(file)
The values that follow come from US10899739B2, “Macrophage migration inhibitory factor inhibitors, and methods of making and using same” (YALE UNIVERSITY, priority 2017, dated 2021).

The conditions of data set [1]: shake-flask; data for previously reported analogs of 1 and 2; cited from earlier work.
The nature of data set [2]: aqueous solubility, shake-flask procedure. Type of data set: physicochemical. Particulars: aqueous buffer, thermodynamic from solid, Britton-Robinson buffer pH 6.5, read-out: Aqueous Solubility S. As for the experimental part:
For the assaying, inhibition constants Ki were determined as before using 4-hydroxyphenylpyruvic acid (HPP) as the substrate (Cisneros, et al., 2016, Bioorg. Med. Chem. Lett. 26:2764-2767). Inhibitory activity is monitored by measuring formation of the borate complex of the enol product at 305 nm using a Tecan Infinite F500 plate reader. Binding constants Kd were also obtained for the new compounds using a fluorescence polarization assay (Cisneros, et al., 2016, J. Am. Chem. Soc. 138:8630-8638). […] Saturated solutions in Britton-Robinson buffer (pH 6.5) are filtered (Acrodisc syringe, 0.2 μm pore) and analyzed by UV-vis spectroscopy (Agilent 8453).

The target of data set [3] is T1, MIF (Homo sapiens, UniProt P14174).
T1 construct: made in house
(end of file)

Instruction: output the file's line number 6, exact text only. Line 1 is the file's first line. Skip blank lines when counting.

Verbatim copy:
T1 construct: made in house